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HolySonnets: Batter my heart, three-personed God
HolySonnet is a spiritual poem in nature. In the poem, Donne is speakingto God and acknowledging the Trinity the Father, the Son, and theHoly Ghost. He was aware that his earthly ways often served thedevil, and thus he asks God to renew their connection so that he willbe closer to God. As a result, he as God to batter his heartas opposed to what God had been doing so far.
Inthe poem, there is implied metaphor in the first quatrain, thepersona complaints and asks God to do the following. He asks Godalongside Jesus and the Holy Ghost together to make up three-personedGod to attack his heart as if the heart was a fortress town.If one is caught on the word batter, the back in medieval times, tobreak down the fortress door of the castle or the fortress, one hadto use a battering ram. The battering ram is a huge pole with ramcarving on the front. The person asks God to batter his heart asopposed to what God had been doing so far just shining, knocking andtrying to heal the speaker. The actions are nice, but Donne needssomething more intense. The mending is nice but he "seeks God"and not just "mend."
Inline 3 and 4, he asks God to bend his force that may mean usingpower. More significantly, the speaker gets to the point of why hetell God to do all this. His fundamental goal as he put is to standand rise and become new.This may work in two ways He is a born again angel where the speakerasks for a movement of religious epiphany. He needs to recognize thepower of God but the worries that the only way God can get to him isdoing something violent and overthrow his life altogether. On theother hand "make me new" is a reference to the Christianidea that true salvation and happiness only happens after death andthat, to get to heaven, the earthly life must be a continuous act ofsuffering.
Inthe second quatrain, the simile enlarges the already establishedfirst. The persona gives the explanation of battering business wherehe compares himself to a captured town “likea usurped town" The phrase another due shows that this townbelongs to someone else, but this is tricky since we cannot know whothe person is.The likely possibility or the origin is God. The author enlarges thesimile by trying to let God in, but he is not able. These lines areso engaging with the expounding of the simile instead of themetaphor. Instead of saying I have usurped town he leaves more roombetween the city and himself by saying that they are similar. Thus,the speaker is conscious of his request is unrealistic. The "oh"in the second quatrain in line 6 is worth mentioning. It can beregarded as the honest expression where the speaker let his word gowithout caring. It`s more of a sigh, sound or an exclamation. It`sdifferent that we have not seen it in any other place in the poem. Ifwe lead it as a sigh, it expounds on the simile and thus adds someemotional pull if we seem sad, and we cannot let God in.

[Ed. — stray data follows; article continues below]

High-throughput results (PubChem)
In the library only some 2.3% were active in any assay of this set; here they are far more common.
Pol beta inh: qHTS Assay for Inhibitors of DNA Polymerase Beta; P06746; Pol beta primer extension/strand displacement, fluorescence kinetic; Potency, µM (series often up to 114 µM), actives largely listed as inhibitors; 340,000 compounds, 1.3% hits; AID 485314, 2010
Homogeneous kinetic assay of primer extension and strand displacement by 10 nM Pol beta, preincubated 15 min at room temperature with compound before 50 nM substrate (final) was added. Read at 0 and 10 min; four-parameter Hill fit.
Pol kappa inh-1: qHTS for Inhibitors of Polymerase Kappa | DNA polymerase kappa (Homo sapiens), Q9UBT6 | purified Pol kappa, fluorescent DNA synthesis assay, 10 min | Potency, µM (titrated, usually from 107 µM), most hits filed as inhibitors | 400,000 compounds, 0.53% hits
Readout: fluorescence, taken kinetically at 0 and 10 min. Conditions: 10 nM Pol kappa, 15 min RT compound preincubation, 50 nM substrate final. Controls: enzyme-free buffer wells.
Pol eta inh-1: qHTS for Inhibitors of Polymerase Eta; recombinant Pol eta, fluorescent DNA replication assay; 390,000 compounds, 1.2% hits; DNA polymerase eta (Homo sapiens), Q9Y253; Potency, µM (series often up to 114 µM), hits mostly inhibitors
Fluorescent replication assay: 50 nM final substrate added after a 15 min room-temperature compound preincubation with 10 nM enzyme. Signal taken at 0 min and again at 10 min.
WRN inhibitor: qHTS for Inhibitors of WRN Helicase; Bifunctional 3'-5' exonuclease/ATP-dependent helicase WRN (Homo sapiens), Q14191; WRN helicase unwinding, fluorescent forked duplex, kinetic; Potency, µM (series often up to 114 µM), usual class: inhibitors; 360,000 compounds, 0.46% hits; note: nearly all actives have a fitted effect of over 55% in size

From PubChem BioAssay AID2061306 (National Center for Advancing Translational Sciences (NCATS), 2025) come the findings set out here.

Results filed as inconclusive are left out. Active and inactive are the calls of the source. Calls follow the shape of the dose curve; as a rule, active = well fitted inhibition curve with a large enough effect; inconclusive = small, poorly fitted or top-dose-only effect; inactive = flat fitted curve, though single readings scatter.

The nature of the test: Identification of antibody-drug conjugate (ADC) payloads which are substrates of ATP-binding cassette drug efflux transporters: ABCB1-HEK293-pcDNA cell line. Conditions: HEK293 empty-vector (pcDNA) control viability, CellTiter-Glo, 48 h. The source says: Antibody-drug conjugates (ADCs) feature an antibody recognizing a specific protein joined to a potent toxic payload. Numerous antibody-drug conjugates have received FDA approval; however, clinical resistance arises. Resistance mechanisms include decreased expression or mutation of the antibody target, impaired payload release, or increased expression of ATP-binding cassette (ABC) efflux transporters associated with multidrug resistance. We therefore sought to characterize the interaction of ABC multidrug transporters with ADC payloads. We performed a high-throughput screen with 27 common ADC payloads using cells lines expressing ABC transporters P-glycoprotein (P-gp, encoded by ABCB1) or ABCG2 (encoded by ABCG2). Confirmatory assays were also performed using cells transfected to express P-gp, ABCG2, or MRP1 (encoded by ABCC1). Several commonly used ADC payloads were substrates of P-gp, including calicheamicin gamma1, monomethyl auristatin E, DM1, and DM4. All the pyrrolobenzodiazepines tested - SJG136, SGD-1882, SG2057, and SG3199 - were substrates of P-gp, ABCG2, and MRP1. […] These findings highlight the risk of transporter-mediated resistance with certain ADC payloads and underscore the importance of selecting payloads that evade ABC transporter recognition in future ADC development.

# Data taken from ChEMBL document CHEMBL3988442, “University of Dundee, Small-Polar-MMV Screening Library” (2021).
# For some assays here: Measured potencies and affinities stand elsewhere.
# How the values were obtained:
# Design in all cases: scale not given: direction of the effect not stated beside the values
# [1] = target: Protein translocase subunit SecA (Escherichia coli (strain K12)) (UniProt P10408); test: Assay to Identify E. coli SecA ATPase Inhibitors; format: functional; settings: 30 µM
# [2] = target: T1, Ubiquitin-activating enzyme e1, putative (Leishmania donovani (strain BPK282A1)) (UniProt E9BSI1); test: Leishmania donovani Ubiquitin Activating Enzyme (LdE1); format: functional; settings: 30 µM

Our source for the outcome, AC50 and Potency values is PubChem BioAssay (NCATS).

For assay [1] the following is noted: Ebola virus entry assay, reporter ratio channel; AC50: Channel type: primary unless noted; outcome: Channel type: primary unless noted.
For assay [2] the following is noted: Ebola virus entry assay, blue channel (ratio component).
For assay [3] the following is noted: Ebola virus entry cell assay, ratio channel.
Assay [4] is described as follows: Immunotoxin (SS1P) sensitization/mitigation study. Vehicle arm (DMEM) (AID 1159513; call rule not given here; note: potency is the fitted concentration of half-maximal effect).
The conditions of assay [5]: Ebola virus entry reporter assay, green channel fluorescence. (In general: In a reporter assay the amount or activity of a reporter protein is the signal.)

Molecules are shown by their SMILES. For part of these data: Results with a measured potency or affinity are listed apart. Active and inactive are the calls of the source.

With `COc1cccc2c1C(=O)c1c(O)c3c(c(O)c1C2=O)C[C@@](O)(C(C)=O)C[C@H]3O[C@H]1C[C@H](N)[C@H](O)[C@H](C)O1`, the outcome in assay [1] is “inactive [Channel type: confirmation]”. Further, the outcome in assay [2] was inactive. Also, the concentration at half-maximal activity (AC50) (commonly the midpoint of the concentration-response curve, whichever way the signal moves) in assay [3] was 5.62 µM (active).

Thesestet summarizes the situation of the octet in the poem there is asecond implied metaphor to encapsulate the persona spiritual desireand dilemma. Donne uses Metaphor by comparing himself to the peopleof the town who have been taken by the military, and he owes theallegiance to its new leader who is God. However, he persists inbeing stubborn and challenging unable to be turned as he is beingusurped. He is not faithful to the new lord.The significance of imagery presents the inability of the persona toembrace the newness of life, and he says that despite all thestubbornness alluded previously, he loves God, but he is tied. Heasks God to divorce him from the connection he has with the Satan andthen God will take him as a prisoner.
Therhyming couplet at the end of the sonnet acts as the summary of thepoem. He asks God to imprison him and never let him free. A paradoxin the last two lines exists where the speaker notes that he willnever be pure unless he gets God`s own ravish. In human logic, ravishis associated with taking by force or overcoming concerning women.The term means taking them sexually by force. Nevertheless,spiritually, the persona is saying that unless God takes control ofhim, he can never be pure
Thepoet suggests that the female role of ravishment and betrothal, thecity is often coded as female. In the New Testament, the church issaid to be married to God. Through the use of various metaphors, wecan see that the author has tried to bring the holy sonnet to aconclusive comprehension. The use simileenlarges the already established first. The persona gives theexplanation of battering business where he compares himself to acaptured town. Thespeaker likens himself to a captured town.As the poem turn, the speaker admits his love for God and wants to beloved. However, he is tied to God’s unspecified enemy whom we canthink as Stan.
Bartleby.74. "Batter my heart, three-person God for, you." 2015. 3November 2015 <http://www.bartleby.com/105/74.html>.